6 If guest workers can prove continuous employment after 10 years, make them pay a fine and become legal residents. Then they have 5 years and the exam to become citizens
7 Reduce the quota for family Immigration, unless it’s a spouse of USC or a Permanent Resident. If Immigrants want family connections, they can go back. This issue is hotly challenged by Republicans and it stands to reason. Parents are usually older and tax our already falling apart health care system.
8 I feel that if the above rules are implemented, then illegal immigration will slowly diminish. People won’t stay in the US, unless they have a job offer. After 2 years of implementation, the border issue can be tackled.

Written by Annie Banerjee, for Banerjee & Associates

Immigration and Assimilation

By | Assimilation, Citizenship and Naturalization, Commentary, Immigration Policy, Uncategorized | No Comments

My US born children have often been asked, “Where are you from?” Houston, is often not an acceptable answer to the questioning party. Its usually followed by, “Where are you really from, or where are your parents from.” This probably happens to US born non white children. I remember that American Immigration Lawyer’s Association had a blog about how important immigration is when Jeremy Lin had his “Linsanity” moment. Yet Lin was born in the US. However, the question still arises, does Immigration demand assimilation?
Color cannot be changed to “look” American. However assimilation was a big question since our country’s history. The Immigration and Naturalization Act of 1906 limited Immigration to “Caucasian” descent only. US v Bhagat Singh made a case that Mr. Singh was Caucasian of Indo European descent. The SCOTUS held that even though he might be of Aryan race (which they said was probably intermixed with Dravidian blood) Immigration was still impossible because he would not be able to “assimilate” into the American society. That made all people of Indian descent, including the father of Amar Bose, the creator of Bose Speakers, illegal.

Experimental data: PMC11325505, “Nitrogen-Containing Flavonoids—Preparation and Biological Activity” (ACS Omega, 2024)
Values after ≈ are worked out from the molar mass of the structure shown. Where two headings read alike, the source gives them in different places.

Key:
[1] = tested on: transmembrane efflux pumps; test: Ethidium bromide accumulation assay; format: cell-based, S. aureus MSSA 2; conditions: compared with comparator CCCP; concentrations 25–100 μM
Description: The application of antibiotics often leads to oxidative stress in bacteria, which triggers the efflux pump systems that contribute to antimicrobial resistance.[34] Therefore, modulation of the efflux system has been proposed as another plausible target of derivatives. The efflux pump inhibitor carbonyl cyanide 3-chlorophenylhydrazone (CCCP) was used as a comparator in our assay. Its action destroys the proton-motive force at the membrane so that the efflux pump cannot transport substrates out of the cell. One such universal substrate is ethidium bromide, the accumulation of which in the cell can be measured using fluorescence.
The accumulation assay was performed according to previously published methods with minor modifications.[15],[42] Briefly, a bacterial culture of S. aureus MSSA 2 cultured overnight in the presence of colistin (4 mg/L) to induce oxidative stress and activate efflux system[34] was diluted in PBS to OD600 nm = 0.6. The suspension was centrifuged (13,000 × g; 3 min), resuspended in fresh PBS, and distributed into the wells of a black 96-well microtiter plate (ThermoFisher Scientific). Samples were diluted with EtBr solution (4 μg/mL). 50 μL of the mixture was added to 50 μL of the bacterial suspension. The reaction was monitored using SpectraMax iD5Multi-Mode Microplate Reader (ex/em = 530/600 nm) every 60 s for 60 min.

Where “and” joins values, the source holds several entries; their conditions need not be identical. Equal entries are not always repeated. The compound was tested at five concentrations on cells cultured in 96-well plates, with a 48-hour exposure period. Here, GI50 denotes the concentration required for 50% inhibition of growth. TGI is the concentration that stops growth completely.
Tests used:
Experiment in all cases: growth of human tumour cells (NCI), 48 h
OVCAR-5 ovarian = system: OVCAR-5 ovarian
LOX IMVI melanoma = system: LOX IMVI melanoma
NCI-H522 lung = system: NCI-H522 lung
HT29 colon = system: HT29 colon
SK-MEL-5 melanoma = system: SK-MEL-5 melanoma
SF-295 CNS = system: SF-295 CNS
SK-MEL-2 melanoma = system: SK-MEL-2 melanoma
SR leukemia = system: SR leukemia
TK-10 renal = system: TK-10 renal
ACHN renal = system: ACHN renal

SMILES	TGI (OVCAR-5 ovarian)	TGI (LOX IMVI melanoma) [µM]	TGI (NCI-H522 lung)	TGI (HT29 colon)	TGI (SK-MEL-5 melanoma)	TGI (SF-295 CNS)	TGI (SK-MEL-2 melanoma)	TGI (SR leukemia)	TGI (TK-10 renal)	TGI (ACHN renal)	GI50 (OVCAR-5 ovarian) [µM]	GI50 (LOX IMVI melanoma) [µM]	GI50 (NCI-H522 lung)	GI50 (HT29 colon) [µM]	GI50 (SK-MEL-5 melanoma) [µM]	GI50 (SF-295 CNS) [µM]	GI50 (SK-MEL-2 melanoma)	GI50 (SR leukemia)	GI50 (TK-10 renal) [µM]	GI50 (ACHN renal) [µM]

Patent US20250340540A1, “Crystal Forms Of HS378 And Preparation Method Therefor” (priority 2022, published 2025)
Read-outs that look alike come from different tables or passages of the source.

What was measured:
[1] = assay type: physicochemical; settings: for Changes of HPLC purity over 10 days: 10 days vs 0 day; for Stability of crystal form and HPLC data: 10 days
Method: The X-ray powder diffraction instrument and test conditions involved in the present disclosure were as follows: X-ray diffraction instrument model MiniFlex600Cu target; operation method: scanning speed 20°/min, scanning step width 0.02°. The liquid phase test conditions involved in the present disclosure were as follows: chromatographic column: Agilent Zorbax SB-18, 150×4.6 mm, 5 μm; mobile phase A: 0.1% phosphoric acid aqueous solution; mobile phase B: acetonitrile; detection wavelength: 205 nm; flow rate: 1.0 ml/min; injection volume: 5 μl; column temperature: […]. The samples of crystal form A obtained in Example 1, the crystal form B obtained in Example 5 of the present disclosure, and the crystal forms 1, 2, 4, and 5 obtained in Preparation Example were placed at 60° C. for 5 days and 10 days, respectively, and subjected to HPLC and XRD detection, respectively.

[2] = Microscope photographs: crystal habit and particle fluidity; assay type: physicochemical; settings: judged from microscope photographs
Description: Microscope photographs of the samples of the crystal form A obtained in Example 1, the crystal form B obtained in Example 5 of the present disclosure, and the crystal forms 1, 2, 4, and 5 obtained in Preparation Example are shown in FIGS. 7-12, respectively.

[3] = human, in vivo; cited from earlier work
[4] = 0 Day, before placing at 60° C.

However with successive waves of immigrants from England, France, Germany, Ireland, Italy, all brought their culture and their food, and assimilated into the melting pot of American society.
The US has a melting pot philosophy, while countries like Canada or France have a Cultural Mosaic. The difference is whether the country considers itself homogenous vs heterogeneous. Proponents of Multiculturalism decry Melting Pot theory, yet the Mosaic system has been shown to cause more discrimination. In a Mosaic system, the majority always think they are better than other groups. Yet, in modern times, it can be argued that assimilation is difficult, because the world is more connected. Immigrants can easily keep in cultural contact with their homeland via the internet, and thus create more of a mosaic society living in their own cultural world, and not embracing the “American” culture.
Whatever the case may be culturally Immigrants have made USA very diverse. You can get superb food from practically all major countries in your own city. Birth of fusion culture arises everywhere, from food trucks, to rock music. This year more than 1 million people applied for Citizenship, proving that most Immigrants are happy and love America.

Written by Annie Banerjee, for Banerjee & Associates